On Sunday, the news channels ran the news in a running loop in big, bold letters. “India Gets a Woman Defence Minister.” And again, “Nirmala Sitharaman a Woman Defence Minister.” The question on everybody’s lips was sometimes said, sometimes implied. “Will a WOMAN do justice to being a Defence Minister ? ”
Then the adjectives followed. It was a “Very Sensitive Appointment”, said one anchor. Another argued that it was a “Very Demanding Portfolio”. A third insisted that the “Appointment (had come) at an Extremely Volatile Time.”
Of all the several appointments made that day to prime minister Narendra Modi’s expanded council of ministers, this was the only one that seemed to be this newsworthy. I was sure that if it had been a male Defence minister, no one would have found a headline which said, “India gets a Man Defence Minister.”
I really admire the woman. The thing that stood out for me was her reply to a journalist when asked the ubiquitous question on gender equality.
“We (women) want it for what we are.”
Not by denying men or excluding them.
Bang On ! SIR, Madam Defence Minister, I admire you, for you are ready to be compared with your male counterparts. I say, Sir, because the Indian armed forces do not differentiate according to gender when addressing a woman officer. In the Indian armed forces, where gender discrimination is blatant, you, Madam Defence Minister, are a beacon of hope for its women Officers, whose case for being treated on par with their male colleagues is still pending with the Supreme Court.
We feel proud that a woman has broken a very thick glass ceiling. But this kind of scrutiny, let me add, is only the beginning because a woman cannot afford to falter, unlike her male counterparts. I am sure Mrs Nirmala Sitharaman knows all this already, after all, politics is hardly the great leveler that we think it is. Though she is already an accomplished woman, fact is this new responsibility comes with a difference. It’s on male-dominated turf.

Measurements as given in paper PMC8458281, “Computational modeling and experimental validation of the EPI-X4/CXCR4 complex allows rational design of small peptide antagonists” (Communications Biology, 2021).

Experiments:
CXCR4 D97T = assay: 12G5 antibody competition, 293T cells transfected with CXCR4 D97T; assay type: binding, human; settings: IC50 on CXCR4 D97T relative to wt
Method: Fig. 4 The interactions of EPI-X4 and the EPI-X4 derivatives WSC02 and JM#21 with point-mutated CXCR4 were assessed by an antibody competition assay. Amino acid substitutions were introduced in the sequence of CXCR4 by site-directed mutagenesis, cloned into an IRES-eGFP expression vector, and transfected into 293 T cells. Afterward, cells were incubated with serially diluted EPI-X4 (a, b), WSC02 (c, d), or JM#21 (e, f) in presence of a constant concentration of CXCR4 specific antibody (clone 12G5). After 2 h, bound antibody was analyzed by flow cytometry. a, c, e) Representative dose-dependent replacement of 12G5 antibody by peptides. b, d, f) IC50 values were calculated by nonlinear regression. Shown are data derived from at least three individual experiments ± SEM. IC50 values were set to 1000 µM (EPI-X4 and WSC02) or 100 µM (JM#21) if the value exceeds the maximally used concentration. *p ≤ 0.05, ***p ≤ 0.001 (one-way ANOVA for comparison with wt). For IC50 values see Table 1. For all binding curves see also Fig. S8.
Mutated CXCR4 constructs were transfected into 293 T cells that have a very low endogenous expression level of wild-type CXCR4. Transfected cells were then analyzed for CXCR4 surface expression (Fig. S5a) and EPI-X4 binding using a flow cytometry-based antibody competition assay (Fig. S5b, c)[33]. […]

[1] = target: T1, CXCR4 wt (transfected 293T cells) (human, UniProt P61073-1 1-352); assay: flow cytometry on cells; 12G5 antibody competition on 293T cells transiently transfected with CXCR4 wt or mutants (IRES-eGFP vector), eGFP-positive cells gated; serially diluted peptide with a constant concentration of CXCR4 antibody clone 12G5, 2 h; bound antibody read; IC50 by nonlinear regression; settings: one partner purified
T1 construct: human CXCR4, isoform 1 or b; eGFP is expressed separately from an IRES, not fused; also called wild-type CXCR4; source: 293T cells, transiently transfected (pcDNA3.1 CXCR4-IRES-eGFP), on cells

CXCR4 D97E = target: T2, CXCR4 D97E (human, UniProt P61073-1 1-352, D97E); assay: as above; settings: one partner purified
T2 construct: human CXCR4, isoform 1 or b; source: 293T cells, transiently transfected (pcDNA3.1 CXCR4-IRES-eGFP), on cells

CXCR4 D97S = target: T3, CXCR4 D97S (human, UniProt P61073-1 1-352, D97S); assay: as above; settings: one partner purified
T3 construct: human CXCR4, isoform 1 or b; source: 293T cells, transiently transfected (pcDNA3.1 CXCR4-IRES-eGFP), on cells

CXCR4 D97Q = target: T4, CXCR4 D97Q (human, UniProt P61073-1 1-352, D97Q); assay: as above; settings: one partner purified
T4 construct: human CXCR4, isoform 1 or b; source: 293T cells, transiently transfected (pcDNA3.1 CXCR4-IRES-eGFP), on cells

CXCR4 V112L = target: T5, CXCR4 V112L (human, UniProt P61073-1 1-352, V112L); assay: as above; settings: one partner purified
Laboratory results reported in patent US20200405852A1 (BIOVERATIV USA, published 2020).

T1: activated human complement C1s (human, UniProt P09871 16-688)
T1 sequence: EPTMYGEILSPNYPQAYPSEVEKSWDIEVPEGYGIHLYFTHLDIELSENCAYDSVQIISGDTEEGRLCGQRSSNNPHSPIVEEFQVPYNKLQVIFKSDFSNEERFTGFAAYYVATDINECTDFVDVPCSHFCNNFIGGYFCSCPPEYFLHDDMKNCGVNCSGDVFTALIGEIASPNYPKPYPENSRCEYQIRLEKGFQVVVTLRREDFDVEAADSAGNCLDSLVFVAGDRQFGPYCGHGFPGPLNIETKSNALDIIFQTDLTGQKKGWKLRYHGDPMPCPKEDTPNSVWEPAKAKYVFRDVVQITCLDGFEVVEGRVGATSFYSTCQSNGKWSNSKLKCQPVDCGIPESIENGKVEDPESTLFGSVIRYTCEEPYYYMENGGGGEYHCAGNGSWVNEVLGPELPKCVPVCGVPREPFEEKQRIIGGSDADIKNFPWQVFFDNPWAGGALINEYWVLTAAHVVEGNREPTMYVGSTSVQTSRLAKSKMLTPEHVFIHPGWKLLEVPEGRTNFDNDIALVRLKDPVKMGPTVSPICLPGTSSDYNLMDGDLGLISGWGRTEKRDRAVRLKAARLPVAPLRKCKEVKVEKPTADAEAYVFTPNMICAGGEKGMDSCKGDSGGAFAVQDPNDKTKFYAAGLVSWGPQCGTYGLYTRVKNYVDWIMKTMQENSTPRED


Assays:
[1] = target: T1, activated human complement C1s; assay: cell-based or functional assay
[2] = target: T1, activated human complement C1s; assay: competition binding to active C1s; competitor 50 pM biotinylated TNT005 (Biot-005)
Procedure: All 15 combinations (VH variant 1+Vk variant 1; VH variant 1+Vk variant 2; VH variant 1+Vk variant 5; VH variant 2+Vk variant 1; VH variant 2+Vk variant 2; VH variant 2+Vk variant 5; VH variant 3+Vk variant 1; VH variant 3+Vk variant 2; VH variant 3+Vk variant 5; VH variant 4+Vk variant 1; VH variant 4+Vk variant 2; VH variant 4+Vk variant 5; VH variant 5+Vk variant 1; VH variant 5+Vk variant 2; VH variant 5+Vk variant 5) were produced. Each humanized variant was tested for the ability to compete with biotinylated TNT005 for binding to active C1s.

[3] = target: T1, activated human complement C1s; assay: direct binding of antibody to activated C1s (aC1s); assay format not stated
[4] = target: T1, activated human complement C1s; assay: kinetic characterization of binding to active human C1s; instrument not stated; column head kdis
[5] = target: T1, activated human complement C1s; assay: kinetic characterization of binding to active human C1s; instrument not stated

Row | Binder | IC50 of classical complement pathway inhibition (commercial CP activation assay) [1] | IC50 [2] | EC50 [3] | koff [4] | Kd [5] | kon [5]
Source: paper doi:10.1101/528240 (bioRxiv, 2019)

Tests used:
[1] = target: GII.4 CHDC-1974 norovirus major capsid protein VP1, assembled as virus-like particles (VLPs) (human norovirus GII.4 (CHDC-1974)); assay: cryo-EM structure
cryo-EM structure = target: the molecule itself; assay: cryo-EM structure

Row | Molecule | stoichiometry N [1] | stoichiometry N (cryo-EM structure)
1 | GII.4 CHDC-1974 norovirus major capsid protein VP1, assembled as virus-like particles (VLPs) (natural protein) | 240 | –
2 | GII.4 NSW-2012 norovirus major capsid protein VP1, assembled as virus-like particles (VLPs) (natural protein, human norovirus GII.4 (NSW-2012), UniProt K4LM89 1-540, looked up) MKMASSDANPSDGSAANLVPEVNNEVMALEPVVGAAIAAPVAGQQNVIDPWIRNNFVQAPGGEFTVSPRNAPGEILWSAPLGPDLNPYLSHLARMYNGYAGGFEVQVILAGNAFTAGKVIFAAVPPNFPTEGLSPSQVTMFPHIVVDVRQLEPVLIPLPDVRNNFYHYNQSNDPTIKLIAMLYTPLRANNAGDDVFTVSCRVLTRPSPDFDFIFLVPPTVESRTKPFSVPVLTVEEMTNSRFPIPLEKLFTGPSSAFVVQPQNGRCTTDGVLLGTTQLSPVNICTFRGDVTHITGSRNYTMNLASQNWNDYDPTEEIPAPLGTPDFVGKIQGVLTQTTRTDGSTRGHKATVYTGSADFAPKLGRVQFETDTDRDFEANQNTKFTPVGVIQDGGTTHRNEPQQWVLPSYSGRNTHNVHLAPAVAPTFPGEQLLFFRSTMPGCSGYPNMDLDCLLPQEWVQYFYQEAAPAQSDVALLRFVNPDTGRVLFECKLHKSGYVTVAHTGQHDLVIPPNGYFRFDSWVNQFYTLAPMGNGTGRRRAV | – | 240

When a student completes her MBBS, her process of initiation is already laid out. In the corporate world when a fresher joins, the traineeship is marked out. But when a Lady officer joins the armed forces, she is scrutinised at each and every step and everyone waits for her to fall. She is enormously dependent on the “perception” of her senior, mostly male, officers.
But with you as Defence Minister, Ma’am, prime minister Narendra Modi has set an example. Merit and performance above everything. We, the present and retired Lady Officers of the Indian armed forces, are hopeful this will be your motto too.
We want to be seen from the one and only lens of Performance and Merit. So if a Man can get a Permanent Commission, why not a woman? With the same service terms, a male Short Service officer can apply for Permanent Commission, so why is a woman prohibited from that position?
So what would be the motivation level of a woman officer after five years of service, when she can only apply for extension and not a Permanent Commission, like her male counterparts? The Sword of Honour-winning Divya, the martyred Jawan’s wife turned officer Priya Semwal, the leader Sofia Qureshi, the gallant Mitali Madhumita, no one will be spared, as they know, after 14 years, it will curtains drawn without breaking the glass ceiling, despite being capable.
Many a times I hear senior officers, cribbing about a recently married lady officer in their unit, saying, “ Oh she will get pregnant, will take leave for medical procedures through out the pregnancy, then a year long maternity and furlough leaves, then constant child care leave.” God forbid, if a lady officer decides to take medical help for conceiving a child, which is prolonged treatment, I am sure she will be cursed by the Commanding officer.
Truth is, the Army fails women. If a Lady Officer who is on the rolls gets pregnant, the already skewed manpower situation means one less pair of hands on the job; a substitute is impossible till such time she is on the rolls. Perhaps that’s why male officers take out their frustration on women. So what does the Army, with its colonial and patriarchal mindset do? It actively discourages women from joining up, refusing them Permanent Comission, which means that they aren’t allowed to think of a long-term career in the armed forces.
The same women, when they quit, are lapped up by the corporate sector, where they shine brightly. But the Army, because of its short-sightedness, has lost one talented officer because of its antiquated way of thinking. As an evolving organisation, the Indian armed forces need to find a way out.
For Lady Officers, Serving the Nation is a passion rather than a service. She knows that, no matter how well she performs, she will be shown the door after 14 years, without any pension or medical facilities. It is this passion that keeps the numbers flowing. Those gallant ladies that continue to want to become a part of the Indian armed forces know the odds when they join, but it doesn’t stop them. Their ‘josh,’ their morale remains high !
Major Jyoti Joshi Mitter retired from the Indian army and is now General Manager, Exim Sales, of Gateway Rail Freight Ltd